Austria is a fascinating country to visit at any time of the year. But the weeks from late November to the end of the year hold a special meaning and let you become familiar with some of the most beautiful aspects of the country: deeply-rooted folk traditions come alive in colorful, romantic events.
Advent, the period of preparation for the festival honoring the birth of Christ, begins on a Sunday four weeks before Christmas Eve.
This is the day when in living rooms all over the country advent wreaths, woven from evergreen twigs and decorated with ribbons and four candles, are hung or prominently placed. On each of the four Sundays leading up to Christmas, one more candle on the wreath is lit at dinnertime, many families pray, read Christmas stories or sing carols together.
Christmas markets are a long-standing and typically Austrian tradition. In Vienna, for instance, the market is held in the large square in front of City Hall.
This market can be traced back to the year 1298. Innsbruck opens its romantic Christmas market in the narrow medieval square at the foot of the Golden Roof. In Salzburg, the Christmas market takes over the square in front of the Cathedral with its picturesque stalls, while the tree vendors occupy Residenzplatz on the side of the huge Cathedral. However almost every small town has its own Christmas market.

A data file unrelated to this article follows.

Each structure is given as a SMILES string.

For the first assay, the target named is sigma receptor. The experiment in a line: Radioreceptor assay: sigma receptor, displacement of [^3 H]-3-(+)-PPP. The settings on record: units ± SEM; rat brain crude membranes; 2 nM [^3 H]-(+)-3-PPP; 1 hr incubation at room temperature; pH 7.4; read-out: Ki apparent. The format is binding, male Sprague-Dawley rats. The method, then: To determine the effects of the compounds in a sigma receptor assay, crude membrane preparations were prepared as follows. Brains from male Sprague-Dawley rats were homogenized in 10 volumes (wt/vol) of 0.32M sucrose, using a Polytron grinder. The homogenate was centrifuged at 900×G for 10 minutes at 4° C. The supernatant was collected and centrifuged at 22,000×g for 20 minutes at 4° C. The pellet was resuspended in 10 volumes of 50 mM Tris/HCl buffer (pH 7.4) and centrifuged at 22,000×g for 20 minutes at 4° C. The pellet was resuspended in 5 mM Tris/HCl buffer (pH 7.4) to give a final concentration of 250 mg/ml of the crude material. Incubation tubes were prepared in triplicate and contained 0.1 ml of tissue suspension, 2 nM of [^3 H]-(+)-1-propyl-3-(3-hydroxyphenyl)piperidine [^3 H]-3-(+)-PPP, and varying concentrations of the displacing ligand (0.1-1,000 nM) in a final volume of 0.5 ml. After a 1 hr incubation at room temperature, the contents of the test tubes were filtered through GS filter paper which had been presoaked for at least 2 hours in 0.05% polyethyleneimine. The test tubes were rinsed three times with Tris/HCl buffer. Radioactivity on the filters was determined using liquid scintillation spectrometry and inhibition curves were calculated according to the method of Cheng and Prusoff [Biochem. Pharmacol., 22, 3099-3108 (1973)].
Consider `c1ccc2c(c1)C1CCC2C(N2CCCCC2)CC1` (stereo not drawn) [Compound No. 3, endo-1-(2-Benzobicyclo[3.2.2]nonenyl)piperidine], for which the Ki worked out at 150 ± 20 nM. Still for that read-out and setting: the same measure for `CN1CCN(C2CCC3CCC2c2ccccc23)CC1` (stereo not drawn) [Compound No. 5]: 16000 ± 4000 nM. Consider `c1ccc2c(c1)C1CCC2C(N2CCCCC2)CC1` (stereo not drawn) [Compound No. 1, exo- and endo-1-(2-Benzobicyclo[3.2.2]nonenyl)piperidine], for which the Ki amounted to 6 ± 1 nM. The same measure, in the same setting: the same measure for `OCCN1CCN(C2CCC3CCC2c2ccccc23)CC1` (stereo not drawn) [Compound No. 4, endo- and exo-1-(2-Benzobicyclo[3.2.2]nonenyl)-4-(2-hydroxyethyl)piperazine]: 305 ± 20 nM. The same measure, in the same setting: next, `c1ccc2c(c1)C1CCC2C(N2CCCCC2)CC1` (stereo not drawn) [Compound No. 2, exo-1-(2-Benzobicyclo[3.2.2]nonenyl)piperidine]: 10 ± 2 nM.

The Christmas tree plays a very important part. Every town sets up its own huge tree on the main square and frequently there will be an extra one, adorned with bread crumbs, for the birds. In families the tree is decorated with gold and silver ornaments or stars made our of straw, sweets and candy wrapped in tinfoil, gilded nuts, etc.
On Christmas Eve shops close at the latest by 6 p.m. and there are no movie or theater performances and no concerts. Most bars, restaurants, night clubs are likewise closed and traffic is almost non-existent.
Around 7 p.m. on Christmas Eve (December 24th) the tree is lit for the first time and the whole family gathers to sing Christmas carols. “Silent Night, Holy Night,” written and performed for the first time on December 24th, 1818, by Josef Mohr and Franz Gruber in the Austrian village of Oberndorf, is still the favorite Christmas carol.
Presents are placed under the tree and young children believe that they were brought to them -- as a reward for good behavior -- by the Christ Child (Christkind).
Austrian Christmas tradition has it that it is the Christ Child himself (or rather, an eponymous cherubic figure known as the “Christkind”) who decorates the Christmas tree on Christmas Eve and brings the children their Christmas presents, and it is to him that their letters and wish lists are addressed in the weeks before Christmas.